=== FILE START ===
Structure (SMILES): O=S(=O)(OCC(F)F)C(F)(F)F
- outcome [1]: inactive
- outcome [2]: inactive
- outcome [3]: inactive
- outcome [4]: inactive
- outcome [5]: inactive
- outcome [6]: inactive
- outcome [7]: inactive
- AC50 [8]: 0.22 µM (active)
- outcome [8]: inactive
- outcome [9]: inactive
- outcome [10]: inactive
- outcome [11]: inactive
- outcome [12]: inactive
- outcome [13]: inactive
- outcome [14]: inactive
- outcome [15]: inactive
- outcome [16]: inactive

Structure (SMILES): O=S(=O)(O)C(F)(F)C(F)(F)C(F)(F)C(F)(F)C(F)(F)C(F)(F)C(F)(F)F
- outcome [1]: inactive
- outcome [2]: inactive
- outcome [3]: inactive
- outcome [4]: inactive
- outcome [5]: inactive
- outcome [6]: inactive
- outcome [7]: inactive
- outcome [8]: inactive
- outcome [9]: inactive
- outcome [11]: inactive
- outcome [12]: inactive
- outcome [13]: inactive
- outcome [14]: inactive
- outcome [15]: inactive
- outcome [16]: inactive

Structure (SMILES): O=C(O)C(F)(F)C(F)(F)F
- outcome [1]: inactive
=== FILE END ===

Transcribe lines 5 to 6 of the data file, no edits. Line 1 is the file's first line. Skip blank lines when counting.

- outcome [4]: inactive
- outcome [5]: inactive